– Weygandt et al., 2006, 2008 (cloud and moisture fields-lightningreflectivity relationship to create a latent heating-based temperature
tendency field, applied to RUC /HRRR during a pre-forecast diabatic
digital filter initialization)
– Pessi and Businger, 2009 (Vaisala Pacnet long-range lightning data
over the open ocean- tropical cyclones, oceanic storms)
• Workshop on Lightning Modeling and Data Assimilation (2010)
– http://www.nssl.noaa.gov/research/forewarn/lt_workshop/
Lightning Data Assimilation:
Reduces Forecast Error
March 13, 1993 Superstorm (Alexander et al., 1999 MWR)
Lightning assimilated via latent heat transfer functional relationship
Establish a Lightning – Rain Rate Transfer Function
Rain Rate
Rain Rate
Rain rate transfer function
LTG-RR converted into parabolic Latent Heat profile centered at
500 mb
Lightning vs. Convective Rainfall
The log-normal relationship
between lightning rate and
rainfall intensity derived from
TRMM and PacNet data is the
key to use of lightning data in
numerical weather prediction
models (Pessi and Businger).
1. Pessi, A. T. et al., 2008: J. Atmos. and Ocean. Tech., 26, 145–166.
2. Pessi, A. T., and S. Businger, 2009: J. Appl. Meteor., 48, 833–848.
3. Squires, K. and S. Businger, 2008: Mon. Wea. Rev., 136, 1706–172.
4. Pessi, A. T., and S. Businger, 2009: Mon. Wea. Rev., 137, 3177-3195.
12-Hour Forecast of
Sea-Level Pressure
and 3-h Rainfall
Surface analysis
Valid 1200 UTC
19 December 2002
Steve Businger
Advection of High Theta-e
Air into the Storm Center
Upper figure:
(a) CTRL, (b) LDA
Wind speed at 400 hPa (m/s, shaded)
Temperature at 400 hPa (K, contours)
Latent heating, as informed by the high
lightning rates, increased temperature and ∇T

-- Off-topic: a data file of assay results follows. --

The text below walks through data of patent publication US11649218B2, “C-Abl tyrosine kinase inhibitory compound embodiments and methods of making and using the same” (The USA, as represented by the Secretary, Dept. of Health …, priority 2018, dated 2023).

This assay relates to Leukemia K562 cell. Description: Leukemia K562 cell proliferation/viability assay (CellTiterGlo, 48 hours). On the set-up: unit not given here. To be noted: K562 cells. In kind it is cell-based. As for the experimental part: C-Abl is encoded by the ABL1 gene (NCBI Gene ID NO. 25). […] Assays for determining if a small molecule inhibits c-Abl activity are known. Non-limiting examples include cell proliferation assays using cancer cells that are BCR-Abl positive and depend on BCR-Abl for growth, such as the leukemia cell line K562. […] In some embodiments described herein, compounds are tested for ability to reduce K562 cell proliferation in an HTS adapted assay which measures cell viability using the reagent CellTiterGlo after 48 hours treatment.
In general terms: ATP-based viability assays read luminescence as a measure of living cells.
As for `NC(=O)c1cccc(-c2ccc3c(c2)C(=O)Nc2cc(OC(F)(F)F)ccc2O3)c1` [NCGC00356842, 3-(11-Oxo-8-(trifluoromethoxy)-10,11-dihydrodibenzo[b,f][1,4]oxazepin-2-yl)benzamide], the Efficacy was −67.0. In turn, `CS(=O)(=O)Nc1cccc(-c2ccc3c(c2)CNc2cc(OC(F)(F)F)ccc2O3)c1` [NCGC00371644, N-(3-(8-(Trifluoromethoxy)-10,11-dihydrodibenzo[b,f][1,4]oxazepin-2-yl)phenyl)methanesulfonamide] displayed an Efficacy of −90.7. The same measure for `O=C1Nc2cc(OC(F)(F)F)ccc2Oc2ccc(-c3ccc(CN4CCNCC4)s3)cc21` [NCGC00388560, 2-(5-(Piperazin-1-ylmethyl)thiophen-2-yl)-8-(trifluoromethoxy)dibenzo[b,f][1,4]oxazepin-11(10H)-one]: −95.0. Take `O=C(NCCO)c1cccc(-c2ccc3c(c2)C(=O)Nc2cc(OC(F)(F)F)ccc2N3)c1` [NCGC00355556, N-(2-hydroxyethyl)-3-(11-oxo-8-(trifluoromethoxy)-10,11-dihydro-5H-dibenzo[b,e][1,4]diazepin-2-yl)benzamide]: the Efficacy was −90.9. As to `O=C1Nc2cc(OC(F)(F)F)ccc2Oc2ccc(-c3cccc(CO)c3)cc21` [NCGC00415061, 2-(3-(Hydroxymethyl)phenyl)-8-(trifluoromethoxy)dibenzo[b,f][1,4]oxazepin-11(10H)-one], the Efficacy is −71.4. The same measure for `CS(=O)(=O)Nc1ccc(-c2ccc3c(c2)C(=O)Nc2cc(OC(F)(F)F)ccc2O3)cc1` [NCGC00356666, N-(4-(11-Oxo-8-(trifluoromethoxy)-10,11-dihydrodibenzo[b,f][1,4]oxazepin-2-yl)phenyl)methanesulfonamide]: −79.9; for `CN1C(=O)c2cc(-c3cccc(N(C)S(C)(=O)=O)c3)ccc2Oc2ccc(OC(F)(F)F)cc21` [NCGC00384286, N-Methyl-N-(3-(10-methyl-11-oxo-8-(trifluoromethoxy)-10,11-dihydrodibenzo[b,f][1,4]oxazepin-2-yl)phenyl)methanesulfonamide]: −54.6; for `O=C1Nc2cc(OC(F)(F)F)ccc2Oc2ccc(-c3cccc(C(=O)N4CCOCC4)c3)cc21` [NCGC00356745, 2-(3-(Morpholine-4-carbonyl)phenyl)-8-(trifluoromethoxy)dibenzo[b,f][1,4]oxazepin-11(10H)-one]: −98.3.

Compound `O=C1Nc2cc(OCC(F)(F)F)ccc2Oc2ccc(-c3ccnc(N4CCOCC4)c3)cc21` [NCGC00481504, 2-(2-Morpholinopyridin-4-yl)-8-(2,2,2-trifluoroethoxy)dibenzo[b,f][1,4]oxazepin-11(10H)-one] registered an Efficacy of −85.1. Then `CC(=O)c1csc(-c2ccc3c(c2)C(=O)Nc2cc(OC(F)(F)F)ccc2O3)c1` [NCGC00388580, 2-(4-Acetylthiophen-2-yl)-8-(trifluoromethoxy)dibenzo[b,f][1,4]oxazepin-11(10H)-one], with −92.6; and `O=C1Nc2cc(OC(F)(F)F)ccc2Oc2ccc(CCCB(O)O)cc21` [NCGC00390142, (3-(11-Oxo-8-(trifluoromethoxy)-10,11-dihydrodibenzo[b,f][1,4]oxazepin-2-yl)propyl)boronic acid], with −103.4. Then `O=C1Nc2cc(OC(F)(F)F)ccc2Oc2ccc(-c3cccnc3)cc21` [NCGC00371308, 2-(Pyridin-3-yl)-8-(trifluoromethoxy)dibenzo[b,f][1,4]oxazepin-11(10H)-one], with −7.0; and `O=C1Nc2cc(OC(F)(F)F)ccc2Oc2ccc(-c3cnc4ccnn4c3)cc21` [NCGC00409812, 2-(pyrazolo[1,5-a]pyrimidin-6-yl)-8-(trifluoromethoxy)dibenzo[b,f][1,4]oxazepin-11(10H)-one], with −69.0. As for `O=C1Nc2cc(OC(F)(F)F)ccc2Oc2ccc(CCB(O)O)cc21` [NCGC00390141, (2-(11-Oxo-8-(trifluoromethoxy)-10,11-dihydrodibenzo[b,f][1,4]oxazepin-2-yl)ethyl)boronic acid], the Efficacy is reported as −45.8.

across the front. This resulted in increased
along-front winds, consistent with thermal
wind balance.
Lower figure:
Difference between LDA and CTRL in:
Virtual temperature (K, shaded)
Geopotential height (m, contours)
Enhanced advection of warm air over the
storm center dropped the surface pressure
Steve Businger
CHUVA Ground Validation IOP
Sao Paulo, Brazil 2011-2012
• Field Campaign
– Leverage observing assets associated with CHUVA with U.S. supplied portable
LMA network (and European supplied LINET) to generate proxy data sets for
GLM and ABI that include total lightning (LIS and ground-based) and SEVIRI.
– Allow GLM and Combined AWG/Science teams to better address and assess
several areas of on-going research
Science Objectives:
o Algorithm and Proxy Data Validation
o Validation Systems Performance
o Storm Electrification/Physics
o Applications for GLM+ABI+…
Key scientific measurements: VHF 3-D
Lightning Mapping Array (LMA), LINET,
TRMM/LIS, MSG SEVERI (ABI proxy data),
high speed digital video, VLF lightning
networks, dual-pol radar, electric field
change, airplane in-situ microphysics, and
ancillary meteorological data
Partners and Collaborators
GLM Science Team
Richard Blakeslee, NASA (LMA lead)
Larry Carey, Jeff Bailey, UAH (NOAA funded to deploy LMA)
John Hall, UAH (Web support for real time network operations)
Monte Bateman, USRA (proxy data, other analyses)
Many others (and other GOES-R teams) (algorithm and proxy val)
Luiz Machado, InPE/CPTEC (overall CHUVA lead)
Rachel Albrecht, InPE/CPTEC
Carlos Morales, USP (Electrification processes lead)
Osmar Pinto Jr., InPE/ELAT Research Group
EUMETSAT MTG Lighting Imager Science Team
Hartmut Hoeller, DLR (LINET lead) (Collaborator)
Commercial Data Providers
Vaisala LS8000, WeatherBug WTLN (Collaborator)
• The GOES-R GLM offers information on high impact
weather phenomena-storm growth, decay and intensity
• The GOES-R Proving Ground provides mechanism to:
– Involve CIs, AWG, National Centers, NOAA Testbeds and WFOs in
user readiness
– Get prototype GOES-R products in hands of forecasters
– Keep lines of communication open between developers and
– Allow end user to have say in final product, how it is displayed and
integrated into operations
• Opportunities for FDP/RDP demonstrations of experimental
satellite and lightning products

similar documents